What is Validity?
Validity is at the core of testing and assessment, as it legitimises the content of the tests, meaning the information gained from the test answers is relevant to the topic needed. For a test to be considered ‘valid’ it has to pass a series of measures; the first, concurrent validity, suggests that the test may stand up to previous analysis in the same subject, this is important as it relies on previously validated tests.
Criterion validity – a measure of how well what is being tested can predict future uses of the same kind; i.e. a personality test may predict a certain behaviour, but it is only valid if this behaviour is later shown in real life.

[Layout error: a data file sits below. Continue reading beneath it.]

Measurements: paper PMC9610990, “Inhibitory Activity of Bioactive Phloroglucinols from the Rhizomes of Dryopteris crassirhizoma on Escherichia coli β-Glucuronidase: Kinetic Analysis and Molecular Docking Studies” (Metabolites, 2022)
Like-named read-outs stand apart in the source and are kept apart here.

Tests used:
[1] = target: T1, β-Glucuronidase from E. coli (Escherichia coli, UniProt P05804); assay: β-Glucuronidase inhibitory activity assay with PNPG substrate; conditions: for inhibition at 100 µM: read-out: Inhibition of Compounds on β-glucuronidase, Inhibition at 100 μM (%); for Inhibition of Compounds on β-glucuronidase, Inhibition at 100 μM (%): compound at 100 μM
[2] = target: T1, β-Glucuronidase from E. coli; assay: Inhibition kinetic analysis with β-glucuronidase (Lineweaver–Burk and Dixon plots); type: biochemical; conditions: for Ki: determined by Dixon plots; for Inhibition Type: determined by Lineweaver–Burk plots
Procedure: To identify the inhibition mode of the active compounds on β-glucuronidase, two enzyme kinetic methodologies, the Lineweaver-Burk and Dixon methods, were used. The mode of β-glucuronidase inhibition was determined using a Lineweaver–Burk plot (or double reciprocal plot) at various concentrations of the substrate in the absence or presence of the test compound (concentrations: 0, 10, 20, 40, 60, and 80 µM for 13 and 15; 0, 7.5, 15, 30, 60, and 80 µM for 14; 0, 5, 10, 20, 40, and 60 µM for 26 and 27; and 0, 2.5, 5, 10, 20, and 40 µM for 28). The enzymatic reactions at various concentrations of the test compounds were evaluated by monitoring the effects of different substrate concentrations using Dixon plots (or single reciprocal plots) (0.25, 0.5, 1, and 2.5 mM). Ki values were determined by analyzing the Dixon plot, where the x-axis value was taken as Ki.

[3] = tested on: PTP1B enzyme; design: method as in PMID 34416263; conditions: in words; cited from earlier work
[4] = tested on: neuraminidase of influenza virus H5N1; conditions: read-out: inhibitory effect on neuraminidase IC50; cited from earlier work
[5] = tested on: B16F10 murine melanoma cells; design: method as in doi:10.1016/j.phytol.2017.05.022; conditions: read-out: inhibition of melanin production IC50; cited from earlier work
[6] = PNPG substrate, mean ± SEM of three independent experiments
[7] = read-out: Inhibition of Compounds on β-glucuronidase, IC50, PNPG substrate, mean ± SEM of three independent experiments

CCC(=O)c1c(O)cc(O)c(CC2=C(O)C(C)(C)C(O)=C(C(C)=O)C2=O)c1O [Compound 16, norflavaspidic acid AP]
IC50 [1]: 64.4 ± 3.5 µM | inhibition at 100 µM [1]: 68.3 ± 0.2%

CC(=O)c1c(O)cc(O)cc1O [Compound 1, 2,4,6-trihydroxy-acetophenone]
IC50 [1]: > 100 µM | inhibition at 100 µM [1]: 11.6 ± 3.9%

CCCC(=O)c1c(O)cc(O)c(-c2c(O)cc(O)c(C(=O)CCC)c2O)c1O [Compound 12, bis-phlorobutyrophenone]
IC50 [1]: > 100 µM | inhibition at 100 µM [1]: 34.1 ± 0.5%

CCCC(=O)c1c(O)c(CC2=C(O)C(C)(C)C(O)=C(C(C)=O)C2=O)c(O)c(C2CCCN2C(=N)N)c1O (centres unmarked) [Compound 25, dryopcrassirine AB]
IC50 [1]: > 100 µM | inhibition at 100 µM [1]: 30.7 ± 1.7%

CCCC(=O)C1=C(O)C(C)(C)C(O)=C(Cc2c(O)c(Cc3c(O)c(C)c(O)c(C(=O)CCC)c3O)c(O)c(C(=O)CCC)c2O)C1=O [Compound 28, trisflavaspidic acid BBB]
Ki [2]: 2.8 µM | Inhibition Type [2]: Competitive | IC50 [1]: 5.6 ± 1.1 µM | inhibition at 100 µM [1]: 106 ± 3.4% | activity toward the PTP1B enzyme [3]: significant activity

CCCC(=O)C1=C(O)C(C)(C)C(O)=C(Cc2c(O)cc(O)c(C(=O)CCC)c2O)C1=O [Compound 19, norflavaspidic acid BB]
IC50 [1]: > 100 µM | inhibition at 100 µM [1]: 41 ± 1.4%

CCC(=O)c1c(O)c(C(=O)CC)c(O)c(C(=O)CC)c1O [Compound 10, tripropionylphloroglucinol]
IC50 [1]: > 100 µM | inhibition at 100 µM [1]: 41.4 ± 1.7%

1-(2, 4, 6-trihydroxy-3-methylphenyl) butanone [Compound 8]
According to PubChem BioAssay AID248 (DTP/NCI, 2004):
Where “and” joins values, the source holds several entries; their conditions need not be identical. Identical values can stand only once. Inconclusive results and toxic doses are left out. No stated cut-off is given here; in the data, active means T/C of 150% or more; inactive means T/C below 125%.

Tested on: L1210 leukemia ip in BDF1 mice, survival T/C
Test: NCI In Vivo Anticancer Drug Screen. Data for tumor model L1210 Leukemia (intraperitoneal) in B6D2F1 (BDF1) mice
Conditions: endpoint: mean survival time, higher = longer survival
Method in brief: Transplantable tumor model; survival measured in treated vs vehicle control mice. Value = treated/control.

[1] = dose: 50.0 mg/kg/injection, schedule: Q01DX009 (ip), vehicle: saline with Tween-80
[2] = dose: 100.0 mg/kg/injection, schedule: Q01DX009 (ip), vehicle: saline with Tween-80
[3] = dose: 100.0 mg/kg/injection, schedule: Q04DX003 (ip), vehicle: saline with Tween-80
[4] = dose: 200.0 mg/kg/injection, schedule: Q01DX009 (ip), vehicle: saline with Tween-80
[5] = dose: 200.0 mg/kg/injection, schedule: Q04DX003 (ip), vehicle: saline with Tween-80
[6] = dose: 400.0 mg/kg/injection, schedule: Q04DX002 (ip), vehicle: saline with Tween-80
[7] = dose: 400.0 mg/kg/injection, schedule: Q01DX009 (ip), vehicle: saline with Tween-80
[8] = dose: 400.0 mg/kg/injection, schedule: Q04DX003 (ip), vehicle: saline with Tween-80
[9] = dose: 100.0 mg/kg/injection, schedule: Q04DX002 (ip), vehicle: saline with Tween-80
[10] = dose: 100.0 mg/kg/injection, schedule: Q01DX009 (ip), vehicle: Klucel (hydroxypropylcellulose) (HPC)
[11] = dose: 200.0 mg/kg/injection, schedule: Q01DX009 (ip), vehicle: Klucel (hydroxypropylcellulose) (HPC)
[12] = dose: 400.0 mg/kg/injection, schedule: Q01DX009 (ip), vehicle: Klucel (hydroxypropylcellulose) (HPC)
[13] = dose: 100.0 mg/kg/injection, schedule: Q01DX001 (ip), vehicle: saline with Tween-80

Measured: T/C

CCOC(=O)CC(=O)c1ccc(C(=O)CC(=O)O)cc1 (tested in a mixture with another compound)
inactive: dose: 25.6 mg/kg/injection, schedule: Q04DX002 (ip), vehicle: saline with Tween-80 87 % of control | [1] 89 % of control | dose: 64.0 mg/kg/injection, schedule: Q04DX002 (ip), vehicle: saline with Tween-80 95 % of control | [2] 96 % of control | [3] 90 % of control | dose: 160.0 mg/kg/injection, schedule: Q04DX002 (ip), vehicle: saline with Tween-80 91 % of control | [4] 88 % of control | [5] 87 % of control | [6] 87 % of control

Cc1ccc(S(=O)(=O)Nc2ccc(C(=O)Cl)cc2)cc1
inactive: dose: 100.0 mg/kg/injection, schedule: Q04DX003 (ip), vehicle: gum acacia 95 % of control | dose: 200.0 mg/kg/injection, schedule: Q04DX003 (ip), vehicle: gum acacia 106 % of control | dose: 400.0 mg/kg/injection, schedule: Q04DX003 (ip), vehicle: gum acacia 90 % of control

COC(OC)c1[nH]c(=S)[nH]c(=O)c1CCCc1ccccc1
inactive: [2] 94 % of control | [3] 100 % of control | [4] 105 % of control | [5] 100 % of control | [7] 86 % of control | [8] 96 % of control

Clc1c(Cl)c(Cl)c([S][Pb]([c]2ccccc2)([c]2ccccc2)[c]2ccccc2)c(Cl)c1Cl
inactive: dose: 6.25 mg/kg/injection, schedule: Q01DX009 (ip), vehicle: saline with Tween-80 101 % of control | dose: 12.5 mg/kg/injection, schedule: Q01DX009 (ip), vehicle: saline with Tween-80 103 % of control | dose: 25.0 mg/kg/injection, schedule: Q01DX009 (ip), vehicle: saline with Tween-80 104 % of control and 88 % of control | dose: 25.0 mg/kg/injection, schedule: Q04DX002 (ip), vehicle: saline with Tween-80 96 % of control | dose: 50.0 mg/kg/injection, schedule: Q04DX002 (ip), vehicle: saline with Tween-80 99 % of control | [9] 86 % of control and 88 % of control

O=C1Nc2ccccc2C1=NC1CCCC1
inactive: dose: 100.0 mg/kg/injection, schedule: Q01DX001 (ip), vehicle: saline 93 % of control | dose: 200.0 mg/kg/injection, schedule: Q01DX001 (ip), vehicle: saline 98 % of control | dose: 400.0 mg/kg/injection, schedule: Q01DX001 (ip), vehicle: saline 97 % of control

Predictive validity – similar to criterion in that it deals with the predictive nature of a question/task on a test; this type is often used when comparing tests scores on a work related task, to how an employee is actually scored on that task by their employer.
Content validity – mainly used in clinical psychology, measures an assessment on how well it encompasses the entire part of personality or symptoms it is testing for, and requires authorities to validate that these ‘parts’ make up the whole picture of what an illness, etc. is.
Construct validity – arguably one of the most important in psychometric testing, aims to review whether the test is actually testing what it’s meant to.
Why does it matter?
Validity is important in psychometric testing and the recruitment process, as it can give future employers a good idea of how applicants would get on in the position applied for. The various criteria fulfilled by the assessments, should hopefully insure that only the best, most well suited people are chosen for the job; not only this but if the tests were not valid it would be a waste of time and money for the company to use them.